Mais conteúdo relacionado


Dystopia Vs Utopia

  1. -By Nirali dabhi Dystopia Vs Utopia
  2. Introduction Name: Nirali Dabhi Roll number: 13 Enrollment Number: 4069206420220006 Sem: 2 M.A Paper number: 107 Paper Name: The Twentieth Century Literature: From World War II to the End of the Century Topic: Dystopia vs Utopia Submitted to: Smt S.B. Gardi, Department of English, M.K.B.U Email:
  3. 01 Introduction of Dystopia and Utopia TABLE OF CONTENTS 02 Characteristics of Dystopia 03 Differences of Dystopia and Utopia Real-world Examples of Dystopia and Utopia 04 Characteristics of Utopia 05
  4. Introduction of Dystopia and Utopia Utopia is the ideal state of society, where no distress prevails. Society there is full of prospects and opportunities, and no one is unhappy or hopeless there. Utopian society possesses almost perfect qualities for its citizens. Money is abolished, and citizens do the work they enjoy. (Smith) Dystopia is the opposite of Utopia, where everything is chaotic and disordered, nothing is good there, and it is not desirable at all. Dystopia shows the declination of society. Dystopian society is dehumanized, filled with tyrannical governments, and faces environmental disasters.(Smith)
  5. Characteristics of Dystopia ● A dystopia is an imagined community or society that is dehumanizing and frightening. A dystopia is an antonym of a utopia, which is a perfect society.(Anderson) Characteristics 1. Government control: Government plays a significant role in dystopian literature. Generally, there is either no government or an oppressive ruling body. 2. Survival: The oppressive powers and destruction in dystopian worlds often leave the inhabitants to fend for themselves. 3. Technological control: Advanced science and technology in dystopian works go beyond tools for improving everyday life—technology is often depicted as a controlling, omnipresent force and is often a fear-mongering tactic.(Anderson)
  6. ● Novel by Aldous Huxley - 1932 ● Movie - 1998 ● Explores the danger of technology. Brave New World 1984 ● Novel by George Orwell ● The world is under complete government control. ● Novel by Suzanne Collins ● Also a film series ● The fictional world of Panem, a future nation on the ruins of North America. Panem’s totalitarian government. The Hunger Games Examples of Dystopia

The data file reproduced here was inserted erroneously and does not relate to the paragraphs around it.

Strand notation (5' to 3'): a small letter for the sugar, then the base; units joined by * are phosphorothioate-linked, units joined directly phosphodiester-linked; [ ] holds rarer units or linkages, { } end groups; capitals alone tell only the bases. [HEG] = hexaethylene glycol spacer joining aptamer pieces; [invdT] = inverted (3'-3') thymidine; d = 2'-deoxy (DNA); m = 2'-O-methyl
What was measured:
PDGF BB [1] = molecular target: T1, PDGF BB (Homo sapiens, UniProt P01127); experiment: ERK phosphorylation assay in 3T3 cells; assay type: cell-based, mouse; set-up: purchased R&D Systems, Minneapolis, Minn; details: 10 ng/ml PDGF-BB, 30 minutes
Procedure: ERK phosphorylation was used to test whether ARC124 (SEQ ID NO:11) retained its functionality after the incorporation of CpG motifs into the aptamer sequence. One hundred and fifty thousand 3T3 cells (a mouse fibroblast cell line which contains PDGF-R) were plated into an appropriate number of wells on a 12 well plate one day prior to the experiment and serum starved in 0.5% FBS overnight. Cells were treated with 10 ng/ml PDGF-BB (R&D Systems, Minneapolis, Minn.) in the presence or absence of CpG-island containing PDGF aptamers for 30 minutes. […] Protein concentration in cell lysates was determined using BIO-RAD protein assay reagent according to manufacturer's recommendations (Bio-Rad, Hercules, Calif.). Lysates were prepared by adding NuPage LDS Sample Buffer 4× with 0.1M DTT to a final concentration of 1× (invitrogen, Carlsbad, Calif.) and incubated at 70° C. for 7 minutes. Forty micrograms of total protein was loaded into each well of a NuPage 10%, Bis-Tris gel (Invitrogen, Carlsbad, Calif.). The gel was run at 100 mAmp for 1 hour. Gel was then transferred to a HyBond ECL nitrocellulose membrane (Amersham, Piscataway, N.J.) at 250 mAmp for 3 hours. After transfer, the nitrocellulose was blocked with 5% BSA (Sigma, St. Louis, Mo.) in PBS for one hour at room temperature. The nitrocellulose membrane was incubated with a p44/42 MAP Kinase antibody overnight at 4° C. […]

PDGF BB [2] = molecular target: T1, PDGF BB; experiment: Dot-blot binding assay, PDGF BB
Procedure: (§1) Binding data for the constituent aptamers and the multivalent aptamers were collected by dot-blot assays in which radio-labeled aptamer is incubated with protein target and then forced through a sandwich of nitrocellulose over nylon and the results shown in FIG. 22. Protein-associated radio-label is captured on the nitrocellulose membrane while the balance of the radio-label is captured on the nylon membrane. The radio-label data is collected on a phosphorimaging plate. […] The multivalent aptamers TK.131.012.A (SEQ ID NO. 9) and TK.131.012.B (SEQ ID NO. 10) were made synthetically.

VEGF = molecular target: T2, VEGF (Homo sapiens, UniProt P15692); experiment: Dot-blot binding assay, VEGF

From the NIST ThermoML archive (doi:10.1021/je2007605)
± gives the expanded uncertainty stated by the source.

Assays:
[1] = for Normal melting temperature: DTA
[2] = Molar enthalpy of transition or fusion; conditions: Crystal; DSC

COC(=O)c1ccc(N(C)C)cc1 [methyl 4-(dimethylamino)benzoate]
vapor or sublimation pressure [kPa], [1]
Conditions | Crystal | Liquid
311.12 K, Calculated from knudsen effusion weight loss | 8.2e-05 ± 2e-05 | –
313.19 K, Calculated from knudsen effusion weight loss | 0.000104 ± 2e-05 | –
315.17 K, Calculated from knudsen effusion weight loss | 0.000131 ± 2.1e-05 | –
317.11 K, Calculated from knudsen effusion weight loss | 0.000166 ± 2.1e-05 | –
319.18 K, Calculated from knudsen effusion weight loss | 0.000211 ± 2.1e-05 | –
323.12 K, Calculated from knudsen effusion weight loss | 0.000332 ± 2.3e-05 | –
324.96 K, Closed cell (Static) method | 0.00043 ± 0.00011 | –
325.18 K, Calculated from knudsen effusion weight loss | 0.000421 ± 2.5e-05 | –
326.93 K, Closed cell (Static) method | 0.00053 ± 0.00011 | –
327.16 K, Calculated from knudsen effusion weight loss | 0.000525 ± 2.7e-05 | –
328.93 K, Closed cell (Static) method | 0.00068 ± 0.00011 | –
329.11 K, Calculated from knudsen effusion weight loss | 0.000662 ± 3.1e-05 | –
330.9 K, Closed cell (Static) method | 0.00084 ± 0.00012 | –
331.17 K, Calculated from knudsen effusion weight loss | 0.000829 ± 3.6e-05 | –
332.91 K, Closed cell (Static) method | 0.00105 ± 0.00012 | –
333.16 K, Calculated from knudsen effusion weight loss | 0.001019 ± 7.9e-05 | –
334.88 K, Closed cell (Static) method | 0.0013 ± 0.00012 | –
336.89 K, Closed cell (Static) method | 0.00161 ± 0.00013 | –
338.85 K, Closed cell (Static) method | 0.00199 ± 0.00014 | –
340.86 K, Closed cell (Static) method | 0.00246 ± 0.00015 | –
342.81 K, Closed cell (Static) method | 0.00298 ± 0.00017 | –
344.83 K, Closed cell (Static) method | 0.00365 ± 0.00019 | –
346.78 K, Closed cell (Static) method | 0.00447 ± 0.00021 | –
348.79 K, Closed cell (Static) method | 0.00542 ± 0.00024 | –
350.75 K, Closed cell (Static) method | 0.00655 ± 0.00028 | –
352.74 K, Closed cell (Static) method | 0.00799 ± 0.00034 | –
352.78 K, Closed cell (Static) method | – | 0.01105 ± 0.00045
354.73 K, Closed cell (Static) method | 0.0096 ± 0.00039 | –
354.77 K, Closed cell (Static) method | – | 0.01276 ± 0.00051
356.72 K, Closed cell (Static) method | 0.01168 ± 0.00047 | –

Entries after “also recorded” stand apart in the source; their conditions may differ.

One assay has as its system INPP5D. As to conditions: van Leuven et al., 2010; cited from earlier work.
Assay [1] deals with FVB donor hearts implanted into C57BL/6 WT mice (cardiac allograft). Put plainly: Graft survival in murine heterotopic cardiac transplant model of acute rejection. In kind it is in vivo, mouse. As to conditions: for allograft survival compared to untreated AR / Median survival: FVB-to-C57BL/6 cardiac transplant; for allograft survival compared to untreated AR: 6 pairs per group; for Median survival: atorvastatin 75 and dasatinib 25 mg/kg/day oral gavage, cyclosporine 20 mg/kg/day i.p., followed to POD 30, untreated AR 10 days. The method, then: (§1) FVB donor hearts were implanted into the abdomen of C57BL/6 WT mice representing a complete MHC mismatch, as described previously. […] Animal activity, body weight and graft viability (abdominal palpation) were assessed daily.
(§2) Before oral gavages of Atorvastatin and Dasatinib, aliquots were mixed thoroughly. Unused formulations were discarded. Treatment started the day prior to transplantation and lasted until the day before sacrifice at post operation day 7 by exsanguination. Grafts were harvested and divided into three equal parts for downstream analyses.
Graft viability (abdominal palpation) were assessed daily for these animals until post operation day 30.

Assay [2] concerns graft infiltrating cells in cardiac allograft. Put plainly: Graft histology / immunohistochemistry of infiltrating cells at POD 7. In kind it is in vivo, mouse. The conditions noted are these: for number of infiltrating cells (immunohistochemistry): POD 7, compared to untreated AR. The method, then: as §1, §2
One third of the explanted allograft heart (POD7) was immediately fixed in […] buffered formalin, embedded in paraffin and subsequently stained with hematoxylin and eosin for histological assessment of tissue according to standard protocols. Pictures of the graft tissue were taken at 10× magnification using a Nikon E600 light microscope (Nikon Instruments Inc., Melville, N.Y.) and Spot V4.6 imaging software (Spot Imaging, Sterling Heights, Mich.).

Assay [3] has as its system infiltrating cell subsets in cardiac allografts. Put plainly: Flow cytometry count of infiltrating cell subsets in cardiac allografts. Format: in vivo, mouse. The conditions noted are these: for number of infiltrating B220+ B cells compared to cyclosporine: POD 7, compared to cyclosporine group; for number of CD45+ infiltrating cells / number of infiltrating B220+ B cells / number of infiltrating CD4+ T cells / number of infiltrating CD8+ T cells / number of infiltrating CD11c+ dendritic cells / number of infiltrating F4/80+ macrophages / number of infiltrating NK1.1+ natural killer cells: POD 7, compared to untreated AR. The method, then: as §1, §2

7. Characteristics of Utopia ● The term “utopia” was coined by Sir Thomas More in his 1516 book Utopia, which was about an ideal society on a fictional island.(Anderson) Characteristics ● Ecological utopia stories present worlds where climate and natural resources no longer face the dire crises they do today. ● Feminist utopias offer worlds where women and men are fully equal. ● Technological utopias depict advancements in computing, robotics, and transportation that are mere dreams in the present world. (Brown)
  8. ● Novel by Thomas More Utopia The Giver ● Novel by Lois Lowry ● The Giver is American utopian science fiction movie, directed by Phillip Noyce. ● Novel By H. G. Wells Men Like God Examples of Utopia
  9. ● Utopia is an imaginary society that is in perfect order. ● Utopia is guided by communism. ● Citizens are free from fear. ● Utopia is a disciplined society. It symbolizes paradise. ● Utopia is a systematic society. It is not controlled by constructed government systems. ● In a Utopia, citizens preserve nature.(Smith) ● Utopian fiction is set in a perfect world—an improved version of real life. (Brown) Dystopia ● Dystopia is a society that is disoriented and chaotic. ● Dystopia is under the control of a tyrannical government that keeps the citizens under constant surveillance. ● Citizens are frightened, and the situation is dreadful and horrible. ● Dystopia lacks discipline completely. It symbolizes hell. ● Dystopia is governed by a tyrannical government. ● Dystopia, nature is destroyed.(Smith) ● A dystopian novel drops its main character into a world where everything seems to have gone wrong at a macro level. (Brown) Utopia Differences
  10. Differences… ● Both utopianism and dystopianism blur the boundary between fiction, philosophy, and political science. (Brown) ● Utopia and dystopia are two opposite concepts that are used to describe different types of societies. ● Utopia refers to an ideal society while dystopia refers to an imaginary place where life is extremely bad. ● Utopian societies have been proposed as a way to solve the problems of real- world societies while dystopian societies are often used in fiction as a warning about the dangers of unchecked technology or government power.
  11. Real-world Examples of Dystopia and Utopia Dystopian Societies: ● North Korea ● Saudi Arabia ● China Utopian Societies: ● Bhutan ● Denmark
  12. Work Cited ● Anderson, MT. “What Is Dystopian Fiction? 20 Examples of Dystopian Fiction - 2023.” MasterClass, 21 September 2022, about-the-5-characteristics-of-dystopian-fiction-with-examples. Accessed 11 March 2023. ● Brown, Dan. “What Is Utopian Literature? Examples of Utopia Fiction - 2023.” MasterClass, 29 September 2021, Accessed 11 March 2023. ● Smith, Emma. “Difference Between Utopia and Dystopia.”, 24 February 2023, Accessed 8 March 2023.